Greywater is any domestic wastewater produced, other than toilet water, that comes from sources such as the bathroom, kitchen, and laundry. It may contain traces of dirt, food, grease, hair, and certain household cleaning products.
If recycled properly, greywater can save approximately 70 litres of potable water per person per day in domestic households. Reusing it keeps it out of the sewer or septic system, thereby reducing the chance that it will pollute local water bodies. If it is released into rivers, lakes, or bays, its nutrients become pollutants, but to plants, they are valuable fertilizers. It, therefore, serves to substitute fresh water for toilet flushing, laundry purposes, and yard irrigation. Through the latter, it reconnects urban residents to the natural water cycle.
Treated greywater can be used to irrigate both food and non-food producing plants because its nutrients (such as phosphorus and nitrogen) provide an excellent source for these plants.
There are numerous benefits to using greywater:
  • Reduction of freshwater required by a household
  • Reduction of water wastage 
  • Reduction of energy used to pump the freshwater in the house
  • Reduction of chemicals used to treat sewage water
  • Beautification of landscapes that would otherwise see less irrigation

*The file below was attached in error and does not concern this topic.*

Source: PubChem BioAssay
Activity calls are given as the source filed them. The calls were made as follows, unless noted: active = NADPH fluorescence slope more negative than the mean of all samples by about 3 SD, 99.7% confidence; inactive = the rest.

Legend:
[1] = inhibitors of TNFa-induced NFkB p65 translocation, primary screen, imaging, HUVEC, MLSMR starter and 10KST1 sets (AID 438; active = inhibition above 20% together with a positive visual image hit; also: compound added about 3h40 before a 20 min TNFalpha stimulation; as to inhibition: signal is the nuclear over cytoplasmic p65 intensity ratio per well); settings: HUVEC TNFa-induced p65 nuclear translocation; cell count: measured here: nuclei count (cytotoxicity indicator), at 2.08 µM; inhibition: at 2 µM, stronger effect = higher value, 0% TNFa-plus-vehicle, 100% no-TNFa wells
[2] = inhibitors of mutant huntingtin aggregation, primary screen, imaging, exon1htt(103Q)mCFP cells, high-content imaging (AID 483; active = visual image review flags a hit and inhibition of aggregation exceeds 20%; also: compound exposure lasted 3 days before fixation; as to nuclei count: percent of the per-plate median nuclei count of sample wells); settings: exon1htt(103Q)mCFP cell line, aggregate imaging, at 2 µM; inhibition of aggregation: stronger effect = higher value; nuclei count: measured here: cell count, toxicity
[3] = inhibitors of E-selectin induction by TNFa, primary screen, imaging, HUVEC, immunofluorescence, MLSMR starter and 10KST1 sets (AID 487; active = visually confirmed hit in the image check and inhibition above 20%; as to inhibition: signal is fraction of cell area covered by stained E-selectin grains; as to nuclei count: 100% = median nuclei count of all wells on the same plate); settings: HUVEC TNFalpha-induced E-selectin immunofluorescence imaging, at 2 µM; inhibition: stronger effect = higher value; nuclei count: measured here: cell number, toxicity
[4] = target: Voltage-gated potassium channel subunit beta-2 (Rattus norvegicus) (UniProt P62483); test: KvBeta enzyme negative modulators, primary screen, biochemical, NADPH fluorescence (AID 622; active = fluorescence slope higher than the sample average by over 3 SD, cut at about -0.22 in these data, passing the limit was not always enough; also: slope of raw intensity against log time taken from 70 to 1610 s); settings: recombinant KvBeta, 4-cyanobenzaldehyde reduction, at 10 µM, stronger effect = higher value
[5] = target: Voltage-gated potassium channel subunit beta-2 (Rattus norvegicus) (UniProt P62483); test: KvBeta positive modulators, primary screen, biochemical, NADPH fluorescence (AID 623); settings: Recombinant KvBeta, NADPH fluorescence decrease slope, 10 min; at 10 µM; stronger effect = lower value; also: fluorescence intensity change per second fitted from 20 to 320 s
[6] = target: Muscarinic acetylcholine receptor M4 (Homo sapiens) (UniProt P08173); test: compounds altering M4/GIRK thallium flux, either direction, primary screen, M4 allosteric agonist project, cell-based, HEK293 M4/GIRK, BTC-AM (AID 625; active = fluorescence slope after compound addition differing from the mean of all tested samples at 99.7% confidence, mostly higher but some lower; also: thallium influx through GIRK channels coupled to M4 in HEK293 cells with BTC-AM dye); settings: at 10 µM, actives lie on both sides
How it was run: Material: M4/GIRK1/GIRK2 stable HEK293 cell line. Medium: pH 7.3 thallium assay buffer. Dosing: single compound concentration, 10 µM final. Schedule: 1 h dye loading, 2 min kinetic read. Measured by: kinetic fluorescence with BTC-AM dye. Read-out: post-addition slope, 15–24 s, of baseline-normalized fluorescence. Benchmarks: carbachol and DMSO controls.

• Reuse of nutrients
  • Organic filtering of water
  • Groundwater recharge (greywater filtered by the soil ensures waterways such as rivers sourcing their water from the underground aquifers are always fed)
Greywater can be collected from sinks, baths or washing machines by using basins or through piping. Then it is collected in a storage container although it must be for less than 24 hours to ensure bad smells do not accumulate. The water can be transported via the use of gravity or pumps to flush toilets and pour into the yards, but ideally, there should be a way to divert water into the usual sewage path if it is not needed.

Greywater recycling is advancing in water conscious countries around the world, in which it is regulated by law. These include 29 states in the US, Australia, Japan, Germany, Cyprus, Saudi Arabia, Oman, and Jordan.
Hotels are also considering the reuse of greywater; the Premier Inn at Abu Dhabi International Airport has collaborated with Waterscan (a water management company) to create a sustainable water filtration system. The latter sanitizes used shower water for flushing toilets and irrigation by conserving approximately 60 litres of water per guest.